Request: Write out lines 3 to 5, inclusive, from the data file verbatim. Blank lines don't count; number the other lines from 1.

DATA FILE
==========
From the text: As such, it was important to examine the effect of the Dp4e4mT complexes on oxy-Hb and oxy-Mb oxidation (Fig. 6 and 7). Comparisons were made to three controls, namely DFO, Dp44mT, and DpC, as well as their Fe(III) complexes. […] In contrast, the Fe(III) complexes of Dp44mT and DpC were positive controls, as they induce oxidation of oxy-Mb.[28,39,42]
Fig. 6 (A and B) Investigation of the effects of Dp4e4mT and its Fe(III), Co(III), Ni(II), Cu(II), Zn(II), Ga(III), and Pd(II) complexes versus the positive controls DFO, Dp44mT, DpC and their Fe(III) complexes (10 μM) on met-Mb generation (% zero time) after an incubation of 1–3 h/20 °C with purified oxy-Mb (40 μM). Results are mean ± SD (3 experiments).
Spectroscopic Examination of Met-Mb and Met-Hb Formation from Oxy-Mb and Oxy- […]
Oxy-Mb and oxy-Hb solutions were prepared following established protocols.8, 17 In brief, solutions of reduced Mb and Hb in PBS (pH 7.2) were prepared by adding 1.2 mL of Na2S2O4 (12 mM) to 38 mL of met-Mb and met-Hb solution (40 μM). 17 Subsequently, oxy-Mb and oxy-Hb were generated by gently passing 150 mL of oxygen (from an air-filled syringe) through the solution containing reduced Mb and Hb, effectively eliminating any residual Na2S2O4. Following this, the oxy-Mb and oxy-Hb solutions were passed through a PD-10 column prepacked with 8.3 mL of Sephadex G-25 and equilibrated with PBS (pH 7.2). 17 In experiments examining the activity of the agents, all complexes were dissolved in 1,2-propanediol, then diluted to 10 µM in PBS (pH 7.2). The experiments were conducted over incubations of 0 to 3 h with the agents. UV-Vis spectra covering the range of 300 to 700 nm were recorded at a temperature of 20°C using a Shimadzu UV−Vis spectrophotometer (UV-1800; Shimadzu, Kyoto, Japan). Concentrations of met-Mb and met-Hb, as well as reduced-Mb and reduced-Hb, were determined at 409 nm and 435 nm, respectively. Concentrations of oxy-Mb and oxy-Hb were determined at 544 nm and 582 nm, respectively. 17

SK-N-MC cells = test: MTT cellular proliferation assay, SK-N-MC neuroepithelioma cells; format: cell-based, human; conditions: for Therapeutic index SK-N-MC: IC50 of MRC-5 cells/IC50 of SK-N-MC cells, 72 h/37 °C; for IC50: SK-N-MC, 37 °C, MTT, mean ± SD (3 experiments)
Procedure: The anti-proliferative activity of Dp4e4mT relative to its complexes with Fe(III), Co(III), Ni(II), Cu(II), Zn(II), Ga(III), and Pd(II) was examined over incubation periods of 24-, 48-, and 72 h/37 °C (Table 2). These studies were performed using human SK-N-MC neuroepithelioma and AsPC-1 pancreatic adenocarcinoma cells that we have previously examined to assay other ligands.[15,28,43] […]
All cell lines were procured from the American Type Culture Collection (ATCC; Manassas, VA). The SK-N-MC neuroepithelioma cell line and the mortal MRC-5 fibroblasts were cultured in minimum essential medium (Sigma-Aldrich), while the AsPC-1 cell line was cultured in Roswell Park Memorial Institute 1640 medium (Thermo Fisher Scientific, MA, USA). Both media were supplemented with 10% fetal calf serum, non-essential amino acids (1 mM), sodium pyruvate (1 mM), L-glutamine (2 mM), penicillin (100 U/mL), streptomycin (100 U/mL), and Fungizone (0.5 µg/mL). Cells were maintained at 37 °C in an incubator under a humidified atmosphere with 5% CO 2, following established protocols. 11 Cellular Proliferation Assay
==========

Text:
Spectroscopic Examination of Met-Mb and Met-Hb Formation from Oxy-Mb and Oxy- […]
Oxy-Mb and oxy-Hb solutions were prepared following established protocols.8, 17 In brief, solutions of reduced Mb and Hb in PBS (pH 7.2) were prepared by adding 1.2 mL of Na2S2O4 (12 mM) to 38 mL of met-Mb and met-Hb solution (40 μM). 17 Subsequently, oxy-Mb and oxy-Hb were generated by gently passing 150 mL of oxygen (from an air-filled syringe) through the solution containing reduced Mb and Hb, effectively eliminating any residual Na2S2O4. Following this, the oxy-Mb and oxy-Hb solutions were passed through a PD-10 column prepacked with 8.3 mL of Sephadex G-25 and equilibrated with PBS (pH 7.2). 17 In experiments examining the activity of the agents, all complexes were dissolved in 1,2-propanediol, then diluted to 10 µM in PBS (pH 7.2). The experiments were conducted over incubations of 0 to 3 h with the agents. UV-Vis spectra covering the range of 300 to 700 nm were recorded at a temperature of 20°C using a Shimadzu UV−Vis spectrophotometer (UV-1800; Shimadzu, Kyoto, Japan). Concentrations of met-Mb and met-Hb, as well as reduced-Mb and reduced-Hb, were determined at 409 nm and 435 nm, respectively. Concentrations of oxy-Mb and oxy-Hb were determined at 544 nm and 582 nm, respectively. 17

SK-N-MC cells = test: MTT cellular proliferation assay, SK-N-MC neuroepithelioma cells; format: cell-based, human; conditions: for Therapeutic index SK-N-MC: IC50 of MRC-5 cells/IC50 of SK-N-MC cells, 72 h/37 °C; for IC50: SK-N-MC, 37 °C, MTT, mean ± SD (3 experiments)